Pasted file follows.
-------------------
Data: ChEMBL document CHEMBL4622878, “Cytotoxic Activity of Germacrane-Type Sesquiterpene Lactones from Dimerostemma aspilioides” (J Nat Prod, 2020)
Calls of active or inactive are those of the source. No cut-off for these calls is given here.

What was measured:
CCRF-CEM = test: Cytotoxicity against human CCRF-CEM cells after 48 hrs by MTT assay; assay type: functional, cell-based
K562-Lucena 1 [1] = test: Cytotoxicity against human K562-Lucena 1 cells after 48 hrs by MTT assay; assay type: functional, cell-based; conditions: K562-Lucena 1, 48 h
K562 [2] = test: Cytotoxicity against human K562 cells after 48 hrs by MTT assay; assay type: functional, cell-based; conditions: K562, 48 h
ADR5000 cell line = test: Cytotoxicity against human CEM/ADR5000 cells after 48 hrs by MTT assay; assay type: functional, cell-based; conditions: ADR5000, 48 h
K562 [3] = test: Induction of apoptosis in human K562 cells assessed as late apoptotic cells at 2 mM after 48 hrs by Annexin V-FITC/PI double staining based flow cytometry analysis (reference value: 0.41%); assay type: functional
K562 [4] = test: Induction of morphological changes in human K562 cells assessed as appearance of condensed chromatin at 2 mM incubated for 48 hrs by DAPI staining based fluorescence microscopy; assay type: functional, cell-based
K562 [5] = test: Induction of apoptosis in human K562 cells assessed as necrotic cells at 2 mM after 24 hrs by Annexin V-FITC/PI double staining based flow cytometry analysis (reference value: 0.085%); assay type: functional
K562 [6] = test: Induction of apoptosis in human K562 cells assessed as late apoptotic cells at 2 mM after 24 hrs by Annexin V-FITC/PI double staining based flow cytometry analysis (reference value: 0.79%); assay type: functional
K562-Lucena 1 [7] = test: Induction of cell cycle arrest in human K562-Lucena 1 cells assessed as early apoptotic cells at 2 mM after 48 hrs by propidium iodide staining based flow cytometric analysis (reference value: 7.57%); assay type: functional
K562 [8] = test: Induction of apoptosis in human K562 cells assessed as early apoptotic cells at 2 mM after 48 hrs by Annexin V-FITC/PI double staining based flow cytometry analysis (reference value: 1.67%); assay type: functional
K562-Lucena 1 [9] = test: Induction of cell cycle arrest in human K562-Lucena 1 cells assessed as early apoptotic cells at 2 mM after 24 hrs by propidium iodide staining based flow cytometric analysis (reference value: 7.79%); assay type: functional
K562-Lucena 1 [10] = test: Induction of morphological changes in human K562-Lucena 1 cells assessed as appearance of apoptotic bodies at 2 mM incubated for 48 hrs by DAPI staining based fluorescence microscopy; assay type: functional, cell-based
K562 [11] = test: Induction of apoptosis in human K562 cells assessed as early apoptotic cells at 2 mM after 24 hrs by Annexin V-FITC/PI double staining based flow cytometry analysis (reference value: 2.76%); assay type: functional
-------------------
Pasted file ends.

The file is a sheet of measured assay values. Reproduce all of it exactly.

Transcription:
Data: ChEMBL document CHEMBL4622878, “Cytotoxic Activity of Germacrane-Type Sesquiterpene Lactones from Dimerostemma aspilioides” (J Nat Prod, 2020)
Calls of active or inactive are those of the source. No cut-off for these calls is given here.

What was measured:
CCRF-CEM = test: Cytotoxicity against human CCRF-CEM cells after 48 hrs by MTT assay; assay type: functional, cell-based
K562-Lucena 1 [1] = test: Cytotoxicity against human K562-Lucena 1 cells after 48 hrs by MTT assay; assay type: functional, cell-based; conditions: K562-Lucena 1, 48 h
K562 [2] = test: Cytotoxicity against human K562 cells after 48 hrs by MTT assay; assay type: functional, cell-based; conditions: K562, 48 h
ADR5000 cell line = test: Cytotoxicity against human CEM/ADR5000 cells after 48 hrs by MTT assay; assay type: functional, cell-based; conditions: ADR5000, 48 h
K562 [3] = test: Induction of apoptosis in human K562 cells assessed as late apoptotic cells at 2 mM after 48 hrs by Annexin V-FITC/PI double staining based flow cytometry analysis (reference value: 0.41%); assay type: functional
K562 [4] = test: Induction of morphological changes in human K562 cells assessed as appearance of condensed chromatin at 2 mM incubated for 48 hrs by DAPI staining based fluorescence microscopy; assay type: functional, cell-based
K562 [5] = test: Induction of apoptosis in human K562 cells assessed as necrotic cells at 2 mM after 24 hrs by Annexin V-FITC/PI double staining based flow cytometry analysis (reference value: 0.085%); assay type: functional
K562 [6] = test: Induction of apoptosis in human K562 cells assessed as late apoptotic cells at 2 mM after 24 hrs by Annexin V-FITC/PI double staining based flow cytometry analysis (reference value: 0.79%); assay type: functional
K562-Lucena 1 [7] = test: Induction of cell cycle arrest in human K562-Lucena 1 cells assessed as early apoptotic cells at 2 mM after 48 hrs by propidium iodide staining based flow cytometric analysis (reference value: 7.57%); assay type: functional
K562 [8] = test: Induction of apoptosis in human K562 cells assessed as early apoptotic cells at 2 mM after 48 hrs by Annexin V-FITC/PI double staining based flow cytometry analysis (reference value: 1.67%); assay type: functional
K562-Lucena 1 [9] = test: Induction of cell cycle arrest in human K562-Lucena 1 cells assessed as early apoptotic cells at 2 mM after 24 hrs by propidium iodide staining based flow cytometric analysis (reference value: 7.79%); assay type: functional
K562-Lucena 1 [10] = test: Induction of morphological changes in human K562-Lucena 1 cells assessed as appearance of apoptotic bodies at 2 mM incubated for 48 hrs by DAPI staining based fluorescence microscopy; assay type: functional, cell-based
K562 [11] = test: Induction of apoptosis in human K562 cells assessed as early apoptotic cells at 2 mM after 24 hrs by Annexin V-FITC/PI double staining based flow cytometry analysis (reference value: 2.76%); assay type: functional